Turner said budgeting is always difficult under a revenue cap, but the city in the past has forged its way through challenging deficits and will do so again.

The mayor would not say whether he thinks layoffs will be necessary, but he sees other actions that can help cut the deficit. Turner plans to use some of the city’s current fund balance, which is projected between $187 and $203 million. The rainy day fund, he pointed out, will also have $15 million when it comes time to adopt the budget.

Some job vacancies have already gone unfilled, he said.

“We always assume there is going to be a budget shortfall with the revenue cap,” Turner said, referring to Houston’s voter-imposed ceiling on increased property tax revenue. “There’s always some elephant in the room. The elephant here now is the coronavirus and the impact on your sales taxes.”

The city’s two largest streams of money are property and sales taxes. All eyes are on the latter, which are expected to take an unprecedented hit as most businesses have been ordered to close and the region’s residents have been told to stay home in a bid to slow the virus’ spread.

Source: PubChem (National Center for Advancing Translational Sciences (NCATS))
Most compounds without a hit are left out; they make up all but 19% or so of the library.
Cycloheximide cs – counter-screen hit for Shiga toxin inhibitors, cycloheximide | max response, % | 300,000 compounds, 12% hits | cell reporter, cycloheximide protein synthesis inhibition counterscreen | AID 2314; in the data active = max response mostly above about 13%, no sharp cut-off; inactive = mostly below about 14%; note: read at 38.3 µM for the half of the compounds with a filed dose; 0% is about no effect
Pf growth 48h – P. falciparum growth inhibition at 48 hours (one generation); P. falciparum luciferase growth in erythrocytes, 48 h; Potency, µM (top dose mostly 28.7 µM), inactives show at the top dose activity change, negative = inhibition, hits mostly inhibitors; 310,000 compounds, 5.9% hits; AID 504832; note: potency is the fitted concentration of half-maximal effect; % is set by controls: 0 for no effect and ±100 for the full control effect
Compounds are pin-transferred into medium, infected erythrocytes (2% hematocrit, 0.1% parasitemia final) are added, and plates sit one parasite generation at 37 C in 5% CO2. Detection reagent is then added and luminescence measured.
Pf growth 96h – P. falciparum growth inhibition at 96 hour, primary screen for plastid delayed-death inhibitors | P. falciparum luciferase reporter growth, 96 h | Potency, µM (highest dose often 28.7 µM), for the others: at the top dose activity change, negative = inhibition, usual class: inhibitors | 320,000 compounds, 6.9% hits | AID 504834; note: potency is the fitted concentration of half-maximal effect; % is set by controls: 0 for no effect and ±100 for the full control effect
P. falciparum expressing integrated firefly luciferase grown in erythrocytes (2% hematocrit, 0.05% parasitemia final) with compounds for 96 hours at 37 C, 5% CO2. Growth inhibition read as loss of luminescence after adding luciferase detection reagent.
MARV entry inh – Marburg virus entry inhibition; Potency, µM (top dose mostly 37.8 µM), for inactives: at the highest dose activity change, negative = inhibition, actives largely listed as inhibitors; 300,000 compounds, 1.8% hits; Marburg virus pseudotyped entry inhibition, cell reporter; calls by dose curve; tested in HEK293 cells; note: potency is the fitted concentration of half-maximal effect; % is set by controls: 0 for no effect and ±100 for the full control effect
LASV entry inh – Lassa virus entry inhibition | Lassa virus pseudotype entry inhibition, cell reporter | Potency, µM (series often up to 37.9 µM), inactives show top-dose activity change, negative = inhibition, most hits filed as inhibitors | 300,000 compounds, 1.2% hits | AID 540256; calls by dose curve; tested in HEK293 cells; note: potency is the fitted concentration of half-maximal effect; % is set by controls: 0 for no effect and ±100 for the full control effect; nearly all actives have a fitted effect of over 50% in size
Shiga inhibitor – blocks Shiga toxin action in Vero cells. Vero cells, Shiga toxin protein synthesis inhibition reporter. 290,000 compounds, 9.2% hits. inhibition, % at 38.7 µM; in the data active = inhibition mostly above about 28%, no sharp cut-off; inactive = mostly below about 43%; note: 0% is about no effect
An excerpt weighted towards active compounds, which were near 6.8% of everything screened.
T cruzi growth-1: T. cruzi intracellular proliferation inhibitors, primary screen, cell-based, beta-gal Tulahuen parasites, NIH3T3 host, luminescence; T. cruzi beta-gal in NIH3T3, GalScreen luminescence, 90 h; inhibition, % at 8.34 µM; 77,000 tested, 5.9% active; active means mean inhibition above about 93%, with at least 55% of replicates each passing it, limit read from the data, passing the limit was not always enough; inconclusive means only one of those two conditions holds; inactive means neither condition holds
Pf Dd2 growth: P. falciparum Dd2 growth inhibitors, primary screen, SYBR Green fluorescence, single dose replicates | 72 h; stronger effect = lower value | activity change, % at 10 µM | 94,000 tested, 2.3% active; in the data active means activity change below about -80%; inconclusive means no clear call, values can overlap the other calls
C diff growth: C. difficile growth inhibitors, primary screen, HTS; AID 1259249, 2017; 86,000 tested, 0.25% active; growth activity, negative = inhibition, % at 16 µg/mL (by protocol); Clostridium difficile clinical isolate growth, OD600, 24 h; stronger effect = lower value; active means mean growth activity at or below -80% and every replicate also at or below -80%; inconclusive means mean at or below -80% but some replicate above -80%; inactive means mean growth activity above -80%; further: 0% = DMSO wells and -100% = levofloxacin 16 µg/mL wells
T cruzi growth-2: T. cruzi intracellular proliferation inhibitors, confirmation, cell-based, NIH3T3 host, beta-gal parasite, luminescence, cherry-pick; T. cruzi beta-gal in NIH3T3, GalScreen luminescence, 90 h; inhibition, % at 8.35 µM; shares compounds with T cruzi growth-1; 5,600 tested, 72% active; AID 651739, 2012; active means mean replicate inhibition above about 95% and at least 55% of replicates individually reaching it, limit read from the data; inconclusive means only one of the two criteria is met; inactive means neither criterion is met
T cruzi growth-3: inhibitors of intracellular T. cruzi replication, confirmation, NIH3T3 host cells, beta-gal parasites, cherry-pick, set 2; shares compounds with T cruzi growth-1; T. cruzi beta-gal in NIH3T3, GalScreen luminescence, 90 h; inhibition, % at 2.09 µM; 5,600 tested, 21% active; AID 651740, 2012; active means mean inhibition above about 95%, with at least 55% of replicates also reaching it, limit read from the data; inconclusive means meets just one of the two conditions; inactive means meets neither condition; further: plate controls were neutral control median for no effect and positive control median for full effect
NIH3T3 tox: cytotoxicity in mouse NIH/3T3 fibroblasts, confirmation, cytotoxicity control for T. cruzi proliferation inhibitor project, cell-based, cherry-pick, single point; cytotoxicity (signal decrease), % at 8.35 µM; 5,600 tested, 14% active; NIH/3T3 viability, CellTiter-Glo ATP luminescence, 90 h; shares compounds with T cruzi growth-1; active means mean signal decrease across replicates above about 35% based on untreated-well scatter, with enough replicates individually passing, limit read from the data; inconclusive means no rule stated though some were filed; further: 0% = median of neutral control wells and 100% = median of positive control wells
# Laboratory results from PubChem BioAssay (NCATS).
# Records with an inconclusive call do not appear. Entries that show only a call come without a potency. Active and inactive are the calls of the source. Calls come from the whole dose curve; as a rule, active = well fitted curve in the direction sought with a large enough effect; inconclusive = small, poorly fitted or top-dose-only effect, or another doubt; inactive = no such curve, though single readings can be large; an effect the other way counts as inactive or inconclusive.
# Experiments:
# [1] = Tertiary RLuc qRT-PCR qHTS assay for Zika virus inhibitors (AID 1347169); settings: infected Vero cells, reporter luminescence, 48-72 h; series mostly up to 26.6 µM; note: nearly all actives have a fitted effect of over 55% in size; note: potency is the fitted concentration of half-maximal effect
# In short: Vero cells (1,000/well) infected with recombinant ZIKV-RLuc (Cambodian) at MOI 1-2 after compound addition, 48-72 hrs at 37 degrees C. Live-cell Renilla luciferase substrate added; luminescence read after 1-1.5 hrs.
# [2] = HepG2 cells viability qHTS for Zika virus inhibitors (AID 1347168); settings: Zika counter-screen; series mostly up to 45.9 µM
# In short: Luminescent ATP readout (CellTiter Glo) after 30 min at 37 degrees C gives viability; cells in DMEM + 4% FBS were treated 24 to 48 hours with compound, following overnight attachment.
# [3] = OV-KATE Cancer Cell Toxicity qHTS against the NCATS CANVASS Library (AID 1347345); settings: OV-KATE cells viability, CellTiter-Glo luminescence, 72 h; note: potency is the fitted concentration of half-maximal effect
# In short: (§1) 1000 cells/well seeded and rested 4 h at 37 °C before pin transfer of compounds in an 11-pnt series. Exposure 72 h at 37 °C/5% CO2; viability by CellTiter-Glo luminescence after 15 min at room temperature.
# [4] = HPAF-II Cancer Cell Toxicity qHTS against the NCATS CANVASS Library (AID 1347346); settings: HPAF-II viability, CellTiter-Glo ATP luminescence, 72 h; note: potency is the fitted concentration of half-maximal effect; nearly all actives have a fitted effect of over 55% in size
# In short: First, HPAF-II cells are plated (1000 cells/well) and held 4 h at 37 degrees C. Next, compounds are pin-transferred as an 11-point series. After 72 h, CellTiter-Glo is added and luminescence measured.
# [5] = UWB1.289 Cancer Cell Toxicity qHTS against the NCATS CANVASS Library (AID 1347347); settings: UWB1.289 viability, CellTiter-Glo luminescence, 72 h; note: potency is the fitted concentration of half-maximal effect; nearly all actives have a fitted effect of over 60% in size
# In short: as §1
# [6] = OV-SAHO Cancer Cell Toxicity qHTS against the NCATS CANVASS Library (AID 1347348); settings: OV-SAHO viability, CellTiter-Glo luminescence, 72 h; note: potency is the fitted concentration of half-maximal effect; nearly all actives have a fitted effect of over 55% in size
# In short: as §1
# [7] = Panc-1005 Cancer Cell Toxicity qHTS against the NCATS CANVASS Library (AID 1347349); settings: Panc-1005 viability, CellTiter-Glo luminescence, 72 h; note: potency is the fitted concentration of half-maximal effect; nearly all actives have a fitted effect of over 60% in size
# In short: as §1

It’s not just sales tax revenue, which will hammer the state budget as well. No one’s flying into or out of the airports, no one is staying in hotels or renting cars or booking conventions. All of those things affect the enterprise fund, which is a part of the city’s budget that is largely not subject to the revenue cap. And as noted, it’s not just Houston. Every city, in Texas and elsewhere, will be facing this. Part of the solution here, very simply, needs to be a federal relief package for local and state governments, all of which would otherwise have to lay people off and drastically cut back on services, all of which would just further exacerbate the recessionary effects we are now feeling. Just as we expect business activity to more or less return to normal once everyone can leave their homes again, we should expect local tax revenues to more or less return to normal. All of that assumes that the business are still there to return to, which is why we needed the first stimulus bill, to prevent them all from suffocating in the meantime. We all want to return to normal, but we have to do everything we can to preserve what was normal until we can get back to it. That’s what the federal government can do, and what it needs to do.